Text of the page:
Genotoxic stress activates PARP1 resulting in the post-translational modification of proteins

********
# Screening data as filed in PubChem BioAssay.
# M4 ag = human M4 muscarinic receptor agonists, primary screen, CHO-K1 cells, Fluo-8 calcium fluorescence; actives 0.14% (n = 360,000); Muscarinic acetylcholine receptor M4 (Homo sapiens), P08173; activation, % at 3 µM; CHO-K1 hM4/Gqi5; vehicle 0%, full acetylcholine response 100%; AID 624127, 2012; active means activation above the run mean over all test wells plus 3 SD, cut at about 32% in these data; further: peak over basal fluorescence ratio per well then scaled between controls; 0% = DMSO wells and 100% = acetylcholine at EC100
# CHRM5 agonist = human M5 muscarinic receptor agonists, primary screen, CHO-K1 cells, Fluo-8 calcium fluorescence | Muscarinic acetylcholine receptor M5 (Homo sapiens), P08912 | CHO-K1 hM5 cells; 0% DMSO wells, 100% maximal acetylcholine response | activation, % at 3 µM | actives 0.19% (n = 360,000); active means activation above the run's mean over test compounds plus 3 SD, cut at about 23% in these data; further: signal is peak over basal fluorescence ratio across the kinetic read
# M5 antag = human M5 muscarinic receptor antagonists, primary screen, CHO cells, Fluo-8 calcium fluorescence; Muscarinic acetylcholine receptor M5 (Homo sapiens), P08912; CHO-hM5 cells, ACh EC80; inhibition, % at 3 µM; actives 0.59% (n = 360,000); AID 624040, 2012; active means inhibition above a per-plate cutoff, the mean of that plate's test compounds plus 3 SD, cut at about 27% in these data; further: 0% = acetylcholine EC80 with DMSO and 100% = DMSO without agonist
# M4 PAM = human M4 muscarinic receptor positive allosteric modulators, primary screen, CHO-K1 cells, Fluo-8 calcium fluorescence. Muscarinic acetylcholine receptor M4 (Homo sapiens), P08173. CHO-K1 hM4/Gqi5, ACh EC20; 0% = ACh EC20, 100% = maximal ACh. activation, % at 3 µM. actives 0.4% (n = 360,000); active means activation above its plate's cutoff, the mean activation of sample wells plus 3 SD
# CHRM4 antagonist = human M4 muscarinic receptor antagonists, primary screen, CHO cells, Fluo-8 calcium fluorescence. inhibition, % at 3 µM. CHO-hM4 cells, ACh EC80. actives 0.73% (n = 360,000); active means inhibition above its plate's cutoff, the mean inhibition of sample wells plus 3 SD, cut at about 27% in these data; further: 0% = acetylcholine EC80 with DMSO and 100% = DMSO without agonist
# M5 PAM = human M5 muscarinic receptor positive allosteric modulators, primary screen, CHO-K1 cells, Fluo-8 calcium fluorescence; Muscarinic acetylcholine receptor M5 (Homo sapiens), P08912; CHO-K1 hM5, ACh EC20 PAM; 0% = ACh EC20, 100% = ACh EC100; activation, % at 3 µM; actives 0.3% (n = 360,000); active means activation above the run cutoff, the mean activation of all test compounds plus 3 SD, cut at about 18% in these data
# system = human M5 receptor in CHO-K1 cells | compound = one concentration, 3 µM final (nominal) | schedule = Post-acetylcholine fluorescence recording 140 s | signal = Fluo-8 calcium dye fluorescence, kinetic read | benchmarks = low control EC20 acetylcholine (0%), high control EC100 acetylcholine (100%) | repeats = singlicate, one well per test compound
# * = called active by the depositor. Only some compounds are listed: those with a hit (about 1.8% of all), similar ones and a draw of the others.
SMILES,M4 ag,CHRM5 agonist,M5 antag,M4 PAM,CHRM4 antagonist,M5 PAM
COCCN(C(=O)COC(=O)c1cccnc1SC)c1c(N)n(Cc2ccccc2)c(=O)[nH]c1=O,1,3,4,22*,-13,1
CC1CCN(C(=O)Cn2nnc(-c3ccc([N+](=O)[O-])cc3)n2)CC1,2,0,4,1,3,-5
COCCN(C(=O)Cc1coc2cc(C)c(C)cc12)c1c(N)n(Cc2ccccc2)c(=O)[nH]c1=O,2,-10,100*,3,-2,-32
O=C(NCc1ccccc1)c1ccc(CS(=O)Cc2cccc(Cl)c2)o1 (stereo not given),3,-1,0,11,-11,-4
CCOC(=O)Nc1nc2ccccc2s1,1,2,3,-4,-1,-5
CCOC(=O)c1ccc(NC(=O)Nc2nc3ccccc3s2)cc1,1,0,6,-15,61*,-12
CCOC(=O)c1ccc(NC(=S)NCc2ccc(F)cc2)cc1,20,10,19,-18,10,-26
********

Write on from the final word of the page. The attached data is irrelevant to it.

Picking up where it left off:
Genotoxic stress activates PARP1 resulting in the post-translational modification of proteins with poly(ADP-ribose) (PAR). functional consequences in cellular patho-physiology i.e. PARP1\L713F expression brought on apoptosis whereas PARP1\E988K reconstitution caused a DNA-damage-induced G2 arrest. Importantly both effects could be rescued by PARP inhibitor treatment indicating distinct cellular consequences of constitutive PARylation and mono(ADP-ribosyl)ation. Finally APR-246 we demonstrate that this cancer-associated PARP1 SNP variant (V762A) as well as a newly identified inherited PARP1 mutation (F304L\V762A) present in a patient with pediatric colorectal carcinoma exhibit altered biochemical and cellular properties thereby potentially supporting human carcinogenesis. Together we establish a novel cellular model for PARylation research by revealing strong structure-function relationships of natural and artificial PARP1 variants. INTRODUCTION Poly(ADP-ribosyl)ation (PARylation) is usually a post-translational modification that plays key roles in cellular physiology and stress response (1). It mainly occurs in the nucleus and to a lesser extent in the cytoplasm. The reaction is carried out by enzymes of the family of poly(ADP-ribose) polymerases (PARPs) which use NAD+ to synthesize poly(ADP-ribose) (PAR) a biopolymer with variable chain length and branching. Of the 17 members of the human gene family at least four have been shown to be true PARPs i.e. these do exhibit PAR-forming capacity while other family members act as mono-ADP-ribosyl transferases or are catalytically inactive. PARP1 is usually a highly abundant chromatin-associated protein that exhibits PARylation activity. Upon binding to DNA damage in APR-246 particular to strand breaks and subsequent conformational APR-246 rearrangements PARP1 is usually catalytically activated and contributes to the bulk of the cellular PAR formation (1). This can happen either in by activation of a single PARP1 molecule (2 3 or in deficient tumors. Recently the PARP inhibitor olaparib has been approved by the HSPC150 EMA and FDA for the use in certain knock-out mouse models and immortalized mouse embryonic fibroblasts (MEFs) derived thereof (28-31) as well as siRNA-based knock-down approaches (32). Strikingly a genetic double knock-out of and resulted in embryonic lethality in the mouse thereby demonstrating a key function of PARylation during development (33). To the best of our knowledge besides a very recent report on a CRISPR/Cas-generated knock-out in HEK cells (34) genetic deletion of in human cancer cell lines has so far not been described. Notably at present no mutations have been directly related to human hereditable diseases – presumably because such mutations lead to embryonic lethality beforehand. Yet several polymorphisms exist that have been associated with an increased risk for cancer development and inflammatory diseases. For example a polymorphism causing the amino acid exchange (aa) V762A (35) leads to reduced enzymatic APR-246 activity of purified recombinant PARP1 protein (36 37 Notably the PARP1\V762A variant is associated with an increased risk for the development of several types of cancers in specific ethnicities (38 39 How the V762A variant and other potentially disease-associated polymorphisms and mutations affect cellular PARP1 activities and functions is so far unknown. Here we report a genetic knock-out of in one of the most widely used human cell systems i.e. HeLa cells via TALEN-mediated gene targeting. We characterized these cells with regards to PARylation metabolism and genotoxic stress resistance. By reconstituting HeLa KO cells with a series of PARP1 variants we then analyzed structure-function relationships of PARP1 variants in a cellular environment without interfering with endogenously expressed WT-PARP1. These variants included sets of artificial mutants and natural variants to illustrate the potential of this system for its wider usage in PARylation research. The first set included two artificial PARP1 mutants that are of high interest to understand the cellular biochemistry of PARylation i.e. a hypomorphic (E988K) and a hypermorphic (L713F) PARP1 mutant. Using a second set of PARP1 variants we then analyzed cellular consequences of naturally occurring PARP1 variants i.e. the PARP1 polymorphism leading to the V762A aa exchange and a newly identified germline PARP1 mutant (F304L).